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Sentence Fragments

Sentence MechanicsTOPICS ON THIS PAGE

  • Understanding Fragments
  • Proofreading For Fragments
  • Six Ways to Fix Fragments

Understanding Fragments

Simply stated, fragments are incomplete sentences, either because they are not finished with proper predication, or because they lack the basic grammatical components that form independent clauses (SUBJECT + VERB). Why do fragments occur?

PARTS OF SPEECH ERRORS

When you use one part of speech to serve the role of another in a sentence, it's like trying to hit the hammer with the nail. The function served by any part of speech has limitations and conditions, and when those are broken, the "bad" grammar damages the sentence structure by displacing good grammar. This type of error is also called a Mixed Construction.

Example

By pushing the button for the insert mode opens the computer's memory.

Fragment A

CONFUSING A PHRASE FOR A CLAUSE

A clause must have a subject and a predicate. Without these, it is a phrase (excepting Noun Clauses). When a phrase acts like a clause, it causes a fragment:

Example

We packed everything we needed for a three-week vacation on the beaches of the Bahamas. Except for our swimsuits.

Fragment B

CONFUSING A SUBORDINATE CLAUSE FOR AN INDEPENDENT ONE

When you overlook subordinating words and relative pronouns, this could lead you to mistake a dependent clause as an independent one:

Example

Before they decided to replace all the wiring for safety's sake.
They made several attempts to locate the source of the high EMF readings.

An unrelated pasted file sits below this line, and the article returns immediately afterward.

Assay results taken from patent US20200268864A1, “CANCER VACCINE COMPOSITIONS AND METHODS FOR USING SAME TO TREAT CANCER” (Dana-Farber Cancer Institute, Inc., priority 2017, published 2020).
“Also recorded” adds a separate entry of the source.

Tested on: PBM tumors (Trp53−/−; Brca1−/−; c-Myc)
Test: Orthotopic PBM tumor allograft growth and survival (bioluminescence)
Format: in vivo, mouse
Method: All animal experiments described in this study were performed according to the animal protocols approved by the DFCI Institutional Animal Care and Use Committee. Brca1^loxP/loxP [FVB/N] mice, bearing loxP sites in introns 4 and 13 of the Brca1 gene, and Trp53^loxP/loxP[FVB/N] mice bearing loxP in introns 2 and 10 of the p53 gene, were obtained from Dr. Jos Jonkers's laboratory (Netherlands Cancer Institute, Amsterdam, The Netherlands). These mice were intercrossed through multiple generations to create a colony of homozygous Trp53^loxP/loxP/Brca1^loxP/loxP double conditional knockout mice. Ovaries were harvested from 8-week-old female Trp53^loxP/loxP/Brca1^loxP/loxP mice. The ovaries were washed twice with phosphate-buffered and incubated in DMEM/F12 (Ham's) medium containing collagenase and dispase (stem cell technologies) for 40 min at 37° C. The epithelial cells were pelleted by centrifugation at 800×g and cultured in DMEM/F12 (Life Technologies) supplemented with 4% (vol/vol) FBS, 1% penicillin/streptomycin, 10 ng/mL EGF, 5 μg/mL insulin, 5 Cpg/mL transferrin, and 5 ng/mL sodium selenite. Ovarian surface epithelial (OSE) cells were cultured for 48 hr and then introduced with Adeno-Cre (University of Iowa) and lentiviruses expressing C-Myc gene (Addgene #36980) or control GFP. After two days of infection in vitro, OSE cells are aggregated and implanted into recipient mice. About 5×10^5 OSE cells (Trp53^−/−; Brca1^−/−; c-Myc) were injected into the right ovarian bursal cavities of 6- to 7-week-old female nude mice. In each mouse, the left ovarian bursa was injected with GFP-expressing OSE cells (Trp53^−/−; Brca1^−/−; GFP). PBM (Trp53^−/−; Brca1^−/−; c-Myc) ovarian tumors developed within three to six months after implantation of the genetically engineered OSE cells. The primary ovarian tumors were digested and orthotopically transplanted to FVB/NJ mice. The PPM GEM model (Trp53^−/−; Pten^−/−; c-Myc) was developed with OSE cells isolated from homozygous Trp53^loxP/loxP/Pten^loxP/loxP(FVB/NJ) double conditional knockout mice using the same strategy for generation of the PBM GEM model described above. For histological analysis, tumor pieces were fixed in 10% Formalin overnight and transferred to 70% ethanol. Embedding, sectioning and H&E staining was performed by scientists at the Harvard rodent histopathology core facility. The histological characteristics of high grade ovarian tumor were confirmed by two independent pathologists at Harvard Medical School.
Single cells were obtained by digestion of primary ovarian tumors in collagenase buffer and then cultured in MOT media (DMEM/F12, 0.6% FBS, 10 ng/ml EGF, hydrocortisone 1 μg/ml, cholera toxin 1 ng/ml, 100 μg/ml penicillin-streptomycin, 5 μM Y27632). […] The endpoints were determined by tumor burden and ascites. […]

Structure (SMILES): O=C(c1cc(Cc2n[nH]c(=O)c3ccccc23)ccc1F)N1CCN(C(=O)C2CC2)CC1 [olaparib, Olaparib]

Fragment C
FAULTY OR INCOMPLETE COORDINATION IN COMPOUND SENTENCES

There's an old expression: one bad apple spoils the bushel. So it is in compound sentences. When a phrase or a subordinate clauses poses as a main clauses in a compound sentence, the entire compound sentence is labeled as a fragment:

Example

EMF shielding reduced the effects of the problem; unfortunately, not the cause of the problem.

Fragment D


Proofreading For Fragments

Proofreading techniques are never fool-proof, and strategies for finding fragments are no exception. Sentence boundary errors (fragments, comma splices, fused and run-on sentences) are often a matter of not hearing properly where one sentence should end and another should begin. Therefore, proofreading for these errors is a matter of retraining one's ear to listen for problematic grammar and sentence construction.

  • Always devote a single proofreading session exclusively for the purpose of detecting fragments. (Do not multi-task.)
  • Always use a hard copy of your document.
  • Always read the sentences in backward order.
  • Diagram sentences you suspect have flawed sentence structure.
  • Dependent clauses are easier to see on a diagram because they often begin with subordinating words.
  • Phrases will be missing a subject or a predicate if you try to put them on a horizontal line (as you would a clause)

 

Six Ways to Fix Fragments

There are six tried and true techniques for repairing a sentence fragment. Three of them involve moving and rearranging sentence elements, and three of them involve the more complex job of inventing and changing sentence elements. Some techniques are more appropriate than others for fixing certain types of fragments, but all six should be memorized and practiced. They are:

REATTACH

Some fragmented phrases and subordinate clauses can be joined to a sentence before or after them, whichever is more appropriate.

Fragmented version
Fragment reattached (with comma)

We packed everything we needed for a three-week vacation on the beaches of the Bahamas. Except for our swimsuits.